It's fair to say that Alphabet (NASDAQ:GOOG) (NASDAQ:GOOGL) subsidiary Google's Android Wear smartwatch platform has been a flop. Released in early 2014, Android Wear pre-empted Apple's (NASDAQ:AAPL) entry into the smartwatch market, Apple Watch, which was unveiled later that year but wouldn't go on sale until early 2015. Since then, Android Wear devices have languished as third-party original equipment manufacturers (OEMs) slowly step away from the platform. Android Wear had an 18% market share in the second quarter, compared to watchOS' dominating 51% share, according to Strategy Analytics.

Fitbit (NYSE:FIT) is now preparing to enter the smartwatch fray with its new Ionic. Can Fitbit pick up Android Wear's slack?

3 Fitbit Ionic smartwatches on a gravel background

Fitbit Ionic. Image source: Fitbit.

One Street analyst thinks the answer is "yes"

Raymond James analyst Tavis McCourt is out with a research note (via Tech Trader Daily) expressing optimism over the new product that was unveiled yesterday. The Ionic is unlikely to hurt Apple Watch much, but it can take advantage of the opening that Android Wear has left, according to the analyst. McCourt has an outperform rating on Fitbit shares, and believes the company could enjoy meaningful revenue upside next year if Ionic is received well.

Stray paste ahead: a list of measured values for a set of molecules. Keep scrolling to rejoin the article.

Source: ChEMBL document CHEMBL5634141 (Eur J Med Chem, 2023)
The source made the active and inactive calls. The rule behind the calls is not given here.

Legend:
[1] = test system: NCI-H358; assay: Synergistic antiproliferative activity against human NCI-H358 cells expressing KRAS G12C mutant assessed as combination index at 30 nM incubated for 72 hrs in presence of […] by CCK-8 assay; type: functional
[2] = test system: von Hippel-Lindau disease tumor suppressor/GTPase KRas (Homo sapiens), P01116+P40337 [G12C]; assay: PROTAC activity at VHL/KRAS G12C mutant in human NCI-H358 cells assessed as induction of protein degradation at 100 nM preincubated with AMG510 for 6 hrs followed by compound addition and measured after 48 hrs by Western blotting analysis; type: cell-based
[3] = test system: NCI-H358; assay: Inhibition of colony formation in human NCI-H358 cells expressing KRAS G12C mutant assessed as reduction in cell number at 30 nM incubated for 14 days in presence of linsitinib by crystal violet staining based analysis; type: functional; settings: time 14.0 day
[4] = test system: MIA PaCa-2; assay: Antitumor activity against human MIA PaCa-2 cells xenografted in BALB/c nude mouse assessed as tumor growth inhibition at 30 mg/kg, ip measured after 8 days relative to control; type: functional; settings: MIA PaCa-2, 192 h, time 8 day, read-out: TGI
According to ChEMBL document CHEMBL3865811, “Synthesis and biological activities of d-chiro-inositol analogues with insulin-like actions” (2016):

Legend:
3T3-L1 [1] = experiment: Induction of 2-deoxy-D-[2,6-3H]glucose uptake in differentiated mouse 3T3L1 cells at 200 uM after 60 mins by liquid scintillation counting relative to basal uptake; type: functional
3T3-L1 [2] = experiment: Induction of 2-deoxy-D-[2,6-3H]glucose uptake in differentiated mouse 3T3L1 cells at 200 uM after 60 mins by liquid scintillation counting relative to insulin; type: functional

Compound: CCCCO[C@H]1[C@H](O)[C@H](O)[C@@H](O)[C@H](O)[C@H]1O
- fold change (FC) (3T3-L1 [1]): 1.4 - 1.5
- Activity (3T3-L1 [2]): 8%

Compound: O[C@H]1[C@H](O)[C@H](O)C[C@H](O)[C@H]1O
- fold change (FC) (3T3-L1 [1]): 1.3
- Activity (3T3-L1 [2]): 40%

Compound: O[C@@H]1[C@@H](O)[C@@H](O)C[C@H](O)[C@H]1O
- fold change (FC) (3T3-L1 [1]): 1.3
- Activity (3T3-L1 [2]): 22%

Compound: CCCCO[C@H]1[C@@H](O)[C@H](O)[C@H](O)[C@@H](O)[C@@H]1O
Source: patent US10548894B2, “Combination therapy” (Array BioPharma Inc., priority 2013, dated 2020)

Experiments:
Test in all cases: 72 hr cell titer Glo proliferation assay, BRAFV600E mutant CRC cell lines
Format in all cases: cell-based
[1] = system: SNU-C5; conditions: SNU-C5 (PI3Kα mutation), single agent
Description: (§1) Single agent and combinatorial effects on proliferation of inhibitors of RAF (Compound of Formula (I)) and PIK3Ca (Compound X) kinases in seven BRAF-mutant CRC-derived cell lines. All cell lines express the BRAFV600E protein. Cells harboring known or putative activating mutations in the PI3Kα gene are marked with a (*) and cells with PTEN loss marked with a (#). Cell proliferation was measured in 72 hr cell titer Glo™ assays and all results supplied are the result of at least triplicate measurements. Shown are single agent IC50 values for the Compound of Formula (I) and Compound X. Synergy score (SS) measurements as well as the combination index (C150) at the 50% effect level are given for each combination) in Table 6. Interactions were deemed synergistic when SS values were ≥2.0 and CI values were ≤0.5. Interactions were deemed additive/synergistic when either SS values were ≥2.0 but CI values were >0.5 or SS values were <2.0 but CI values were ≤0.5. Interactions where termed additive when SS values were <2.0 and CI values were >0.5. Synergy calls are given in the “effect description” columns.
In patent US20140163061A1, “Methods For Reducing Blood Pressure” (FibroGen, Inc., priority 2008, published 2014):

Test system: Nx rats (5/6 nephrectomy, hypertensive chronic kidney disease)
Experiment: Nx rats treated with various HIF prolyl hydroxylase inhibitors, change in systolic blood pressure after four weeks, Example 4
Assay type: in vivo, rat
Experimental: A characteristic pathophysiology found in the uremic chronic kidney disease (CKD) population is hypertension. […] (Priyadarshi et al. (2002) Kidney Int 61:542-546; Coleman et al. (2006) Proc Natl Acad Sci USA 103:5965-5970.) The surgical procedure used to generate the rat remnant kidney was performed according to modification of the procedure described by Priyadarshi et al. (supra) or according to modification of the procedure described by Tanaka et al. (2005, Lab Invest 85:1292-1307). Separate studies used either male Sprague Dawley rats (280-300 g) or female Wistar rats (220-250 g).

On paper, Ionic checks off the most relevant items that a prospective smartwatch buyer looks for: fitness tracking, water resistance, mobile payments, notifications, and third-party app support (currently limited to a handful of apps). Ionic does have Apple beat on battery life, though, which is a critical specification for a wearable device.

One of Apple Watch's greatest weaknesses is its paltry one-day battery life, which calls into question Apple's ability to ever offer sleep-tracking capabilities. Apple acquired Finnish sleep-tracking start-up Beddit in May, but that company made small devices that you place under your sheets, not wearables. All we can say is that sleep tracking is on Apple's wish list, but it's not clear how it will offer such functionality. With four-day battery life and a new SpO2 sensor, Ionic offers sleep tracking and is hoping to help recognize conditions like sleep apnea.

McCourt believes that Fitbit has all of the pieces in place, and it will all boil down to execution after Ionic launches in October:

Success on this product will depend on quality at launch, which can oftentimes be an issue for companies entering new computing/consumer electronics markets. A new OS, new app store, multiple new apps, a complex music download process, along with new sensors in a new hardware package make execution difficult, but if the product quality is high and usage is relatively simple, Fitbit has an opportunity to essentially hold the smartwatch market position that has been vacated by Android given the poor quality and consumer acceptance of Androidwear smartwatches.

Google appears to be tapering down its own investments in Android Wear. The release of Android Wear 2.0 in February of this year was underwhelming, including very few new features and announced with little fanfare. Unless Google and its OEM partners start to take Android Wear more seriously, the platform's market share will only continue to shrink. Fitbit definitely has a chance here to make a dent, particularly as its new Fitbit OS is cross-platform compatible and could appeal to Android users, while Apple Watch is exclusive to iOS users.

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